The SIC relates specifically to classifying rather than products, and gives each industry a four-digit code. The first two digits identify the broad industry, the third digit shows the industry category, and the fourth one identifies the specific industry sector in China.
For example, “25-2-1” (written 2521) shows the broad group as furniture and fixtures. The third digit relates to office furniture and the final one completes the code to mean wood office furniture. To access a full list, click here.
Originally developed by the United States, it is currently used in many countries across the globe including China. The purpose of the SIC is to allow for easy comparing of metrics across different industry sectors in China.
This method is slightly outdated as it fails to get updated quick enough to meet the emerging trend of the rise of service companies and only really accurately reflects manufacturing companies. For China, it is still applicable as it is a heavy manufacturing country.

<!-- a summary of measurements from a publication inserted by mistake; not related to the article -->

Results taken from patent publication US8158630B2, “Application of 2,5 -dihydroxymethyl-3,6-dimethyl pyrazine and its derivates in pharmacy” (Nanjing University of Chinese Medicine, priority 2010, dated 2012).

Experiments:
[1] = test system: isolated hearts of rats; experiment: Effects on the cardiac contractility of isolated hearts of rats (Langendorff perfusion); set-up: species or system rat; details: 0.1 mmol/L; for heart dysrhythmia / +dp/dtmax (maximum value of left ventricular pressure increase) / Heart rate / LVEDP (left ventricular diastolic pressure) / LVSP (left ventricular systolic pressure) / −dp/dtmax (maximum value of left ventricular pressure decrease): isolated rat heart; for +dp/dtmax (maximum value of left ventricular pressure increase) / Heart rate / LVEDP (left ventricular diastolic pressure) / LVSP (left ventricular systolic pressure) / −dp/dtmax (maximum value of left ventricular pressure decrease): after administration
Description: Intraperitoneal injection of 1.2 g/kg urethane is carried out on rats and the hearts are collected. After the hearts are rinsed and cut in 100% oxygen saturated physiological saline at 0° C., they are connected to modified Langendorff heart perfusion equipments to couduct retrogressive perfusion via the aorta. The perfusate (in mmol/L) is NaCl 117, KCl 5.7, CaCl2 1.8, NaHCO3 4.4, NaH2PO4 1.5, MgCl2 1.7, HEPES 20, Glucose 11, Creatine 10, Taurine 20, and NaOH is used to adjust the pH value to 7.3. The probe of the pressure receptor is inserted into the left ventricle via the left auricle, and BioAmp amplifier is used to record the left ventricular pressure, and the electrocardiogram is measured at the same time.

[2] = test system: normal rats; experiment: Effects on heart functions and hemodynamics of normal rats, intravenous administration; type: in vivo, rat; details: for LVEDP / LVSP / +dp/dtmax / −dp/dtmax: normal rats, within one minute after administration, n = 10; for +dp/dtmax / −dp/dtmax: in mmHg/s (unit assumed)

Developed as a collaborative effort between Mexico, Canada and the US in 1997 this classification supplanted SIC in the United States, except for a few industries that still use SIC. This classification is also designed to be compatible with the United Nation’s ISIC system.
This system, also used to classify industry sectors in China, uses a 5 or 6 digit code to differentiate between China’s primary, secondary and tertiary industries. Digit one and two signifies the general business sector, with the third signifying the subsector. The 4th digit designates the industry group, while digit 5 designates the NAICS industries. The last digit designates national industries. More information can be found here.